Ask Paul: I'm 35 and only have $6000 in super


Dear Paul,

I'm a 35-year-old single woman with a $6000 super balance due to working for family for so many years. I am starting a public service job and hope to stay in the public service. 

I have been advised that I can now join a public service super fund or remain in my current fund, AustralianSuper. Both accounts have pros and cons. 

Ask Paul Clitheroe I'm 35 and only have $6000 in super

I come from a financially illiterate family and feel unsure of the best way forward for me. 

I could also use some tips on salary sacrifice to both improve my woeful super balance and for the first home buyer scheme.

A little advice would be priceless. Thank you. - Sally

Yours is a pretty common situation, Sally. Working, presumably, in a smaller, family-owned business is rarely good for your super.

The bigger issue here is that your new employer, the government, will pay into whatever super fund you choose. I am going to ask you to do a quick list of the pros and cons of the PSS fund you are being offered and AustralianSuper.

My guess is that AustralianSuper will offer you more investment options. This is important.

You are investing with a term of around 30 years. The one thing that helps with risk in investment markets is time.

So, in your shoes, I would be going for a high-risk option, investing mainly in growth assets - shares, property, infrastructure and private equity.

The first step is to compare the higher-risk options in your PSS fund and AustralianSuper and look at long-term returns.

Next, of course, are fees. I suspect you will find these pretty similar. Then we move to an important area, insurance. Here I suspect a PSS fund may give you better cover, possibly at no cost to you.

Once you suss out these three key areas, I know you will quickly come to the right conclusion.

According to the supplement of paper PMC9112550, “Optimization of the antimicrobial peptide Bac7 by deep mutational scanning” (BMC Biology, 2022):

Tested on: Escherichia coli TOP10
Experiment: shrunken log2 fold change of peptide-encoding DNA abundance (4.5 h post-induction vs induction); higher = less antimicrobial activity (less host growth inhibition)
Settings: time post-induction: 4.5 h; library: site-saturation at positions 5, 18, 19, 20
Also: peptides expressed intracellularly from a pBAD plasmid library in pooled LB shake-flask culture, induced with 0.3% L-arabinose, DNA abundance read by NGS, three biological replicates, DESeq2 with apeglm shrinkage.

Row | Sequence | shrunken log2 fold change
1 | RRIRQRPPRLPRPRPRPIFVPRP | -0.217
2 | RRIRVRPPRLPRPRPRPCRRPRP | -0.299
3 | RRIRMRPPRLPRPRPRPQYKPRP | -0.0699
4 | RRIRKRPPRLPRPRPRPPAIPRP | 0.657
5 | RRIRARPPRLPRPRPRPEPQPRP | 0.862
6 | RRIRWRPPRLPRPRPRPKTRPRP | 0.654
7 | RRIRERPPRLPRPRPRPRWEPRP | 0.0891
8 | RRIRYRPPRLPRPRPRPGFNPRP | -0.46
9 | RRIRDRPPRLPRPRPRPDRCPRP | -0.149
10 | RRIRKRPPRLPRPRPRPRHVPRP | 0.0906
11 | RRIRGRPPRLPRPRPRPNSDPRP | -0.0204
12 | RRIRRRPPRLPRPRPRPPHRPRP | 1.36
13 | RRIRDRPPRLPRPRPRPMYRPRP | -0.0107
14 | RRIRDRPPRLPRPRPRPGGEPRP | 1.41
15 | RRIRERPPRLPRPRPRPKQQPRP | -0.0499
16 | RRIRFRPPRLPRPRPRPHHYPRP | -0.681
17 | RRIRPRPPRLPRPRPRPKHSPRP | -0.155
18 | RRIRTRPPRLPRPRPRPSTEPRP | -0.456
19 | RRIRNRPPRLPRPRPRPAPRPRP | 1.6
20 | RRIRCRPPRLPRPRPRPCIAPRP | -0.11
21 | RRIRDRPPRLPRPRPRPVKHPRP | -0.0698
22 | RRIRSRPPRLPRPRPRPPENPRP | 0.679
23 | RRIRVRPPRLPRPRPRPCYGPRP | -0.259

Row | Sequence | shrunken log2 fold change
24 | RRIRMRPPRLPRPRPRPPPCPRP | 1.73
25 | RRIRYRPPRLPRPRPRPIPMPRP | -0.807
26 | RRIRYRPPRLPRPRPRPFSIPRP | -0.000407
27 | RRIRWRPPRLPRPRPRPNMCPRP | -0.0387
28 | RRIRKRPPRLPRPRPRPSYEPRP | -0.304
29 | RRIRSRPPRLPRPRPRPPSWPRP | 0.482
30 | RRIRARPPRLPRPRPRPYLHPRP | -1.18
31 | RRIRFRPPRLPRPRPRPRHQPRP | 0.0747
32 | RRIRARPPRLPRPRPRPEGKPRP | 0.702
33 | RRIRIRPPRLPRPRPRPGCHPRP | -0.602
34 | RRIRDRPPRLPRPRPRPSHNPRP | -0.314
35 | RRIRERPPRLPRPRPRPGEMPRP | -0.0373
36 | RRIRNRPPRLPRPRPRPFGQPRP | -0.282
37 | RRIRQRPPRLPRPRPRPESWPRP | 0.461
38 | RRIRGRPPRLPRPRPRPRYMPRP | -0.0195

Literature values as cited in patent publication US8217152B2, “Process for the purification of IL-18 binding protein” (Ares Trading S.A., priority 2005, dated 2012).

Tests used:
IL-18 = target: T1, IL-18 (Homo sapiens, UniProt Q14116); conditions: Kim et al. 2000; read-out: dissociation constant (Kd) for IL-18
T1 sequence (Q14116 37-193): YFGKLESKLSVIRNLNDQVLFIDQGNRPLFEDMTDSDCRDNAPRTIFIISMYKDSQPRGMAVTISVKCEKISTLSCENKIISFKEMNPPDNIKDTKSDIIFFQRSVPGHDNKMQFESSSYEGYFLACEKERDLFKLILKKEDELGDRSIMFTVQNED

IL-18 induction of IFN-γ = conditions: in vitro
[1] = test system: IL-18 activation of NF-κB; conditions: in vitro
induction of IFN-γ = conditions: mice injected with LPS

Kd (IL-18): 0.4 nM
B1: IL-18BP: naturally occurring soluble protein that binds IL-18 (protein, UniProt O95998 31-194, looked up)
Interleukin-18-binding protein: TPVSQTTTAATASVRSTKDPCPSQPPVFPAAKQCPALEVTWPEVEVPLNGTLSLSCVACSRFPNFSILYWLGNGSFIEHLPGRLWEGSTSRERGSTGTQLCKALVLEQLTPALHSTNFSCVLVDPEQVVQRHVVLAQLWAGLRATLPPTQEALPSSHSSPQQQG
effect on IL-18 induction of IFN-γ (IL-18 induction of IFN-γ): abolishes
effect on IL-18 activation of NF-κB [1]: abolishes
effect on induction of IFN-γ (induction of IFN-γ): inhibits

Next, home ownership. Salary sacrifice will certainly boost your super in a tax-effective way. But I reckon you want to own a home before you retire, so here I agree with you about the first home buyer scheme.

A state-based first home buyer scheme is definitely worth considering, as is the federal First Home Super Saver (FHSS) scheme, where you can make before-tax contributions to your super, up to $15,000 a year, and withdraw up to a total of $50,000 to buy a home.

But the key here is how much you can save. Retirement for you is many decades away. I would argue that your order of priority is to, first, determine your savings capacity; second, take a look at the FHSS scheme and also first home buyer initiatives in your state. Then start saving!

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Paul Clitheroe AM is founder and editorial adviser of Money magazine. He is one of Australia's leading financial voices, responsible for bringing financial insight to Australians through personal finance books, the Money TV show, and this publication, which he established in 1999. Paul is the chair of the Australian Government Financial Literacy Board and is chairman of InvestSMART Financial Services. He is the chair of Financial Literacy at Macquarie University where he is also a Professor with the School of Business and Economics. Ask Paul your money question. Unfortunately Paul cannot respond to questions posted in the comments section. View our disclaimer.
Money magazine
July 5, 2023 2.22pm


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